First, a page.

Are you wasting your ad budget? Studies suggest that a lot of advertisers are. The Association of National Advertisers reports that only a quarter of all digital ad spend reaches real people. According to another study done by Imperva Incapsula, bot-driven ad fraud costs businesses $7 billion dollars annually.
But they aren’t taking it anymore.
Advertisers are committed to eliminating wasteful digital ad spend. In fact, one such advertiser, Procter & Gamble, started cutting its budget mid last year by reducing it’s digital ad spend by more than $100 million dollars. JPMorgan Chase, another angry advertiser, decided to have its ads appear on only 5,000 sites, cutting off 395,000 other sites. Interestingly, this only had “little change in the cost of impressions or the visibility of its ads on the internet.”
For a long time, the high ROI of digital advertising has been able to distract businesses from the massive waste involved. But that’s changing fast as advertisers are demanding more transparency, seeking to reclaim their lost budgets.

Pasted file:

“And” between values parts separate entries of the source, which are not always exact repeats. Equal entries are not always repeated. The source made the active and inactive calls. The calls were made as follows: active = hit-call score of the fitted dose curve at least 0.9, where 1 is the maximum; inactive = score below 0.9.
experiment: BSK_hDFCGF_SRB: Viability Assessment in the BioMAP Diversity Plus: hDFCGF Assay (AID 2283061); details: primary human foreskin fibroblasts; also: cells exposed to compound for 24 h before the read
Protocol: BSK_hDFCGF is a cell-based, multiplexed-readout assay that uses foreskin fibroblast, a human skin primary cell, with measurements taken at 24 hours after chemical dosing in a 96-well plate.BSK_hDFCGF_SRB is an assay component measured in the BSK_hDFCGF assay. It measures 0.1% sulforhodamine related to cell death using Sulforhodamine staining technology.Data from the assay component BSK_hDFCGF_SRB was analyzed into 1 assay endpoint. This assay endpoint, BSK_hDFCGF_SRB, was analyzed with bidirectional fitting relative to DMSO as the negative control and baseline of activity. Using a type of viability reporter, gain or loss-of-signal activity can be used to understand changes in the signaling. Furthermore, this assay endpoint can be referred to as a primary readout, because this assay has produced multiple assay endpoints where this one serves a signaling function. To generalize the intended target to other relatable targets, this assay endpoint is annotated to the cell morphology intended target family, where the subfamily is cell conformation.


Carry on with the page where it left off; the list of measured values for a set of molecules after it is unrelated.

Here are some ways you may be wasting away your budget, and some solutions that can help you minimize that waste.
1. Serving bots instead of humans
The business of web advertising can be a lucrative one, especially when you just need to deliver an illusion of what you promise. This is done by the portion of the internet that has built itself on fraudulent advertising. A study by White Ops revealed that ad-fraud sites constitute about 20 percent of all ad sites on the internet — it’s a billion-dollar industry.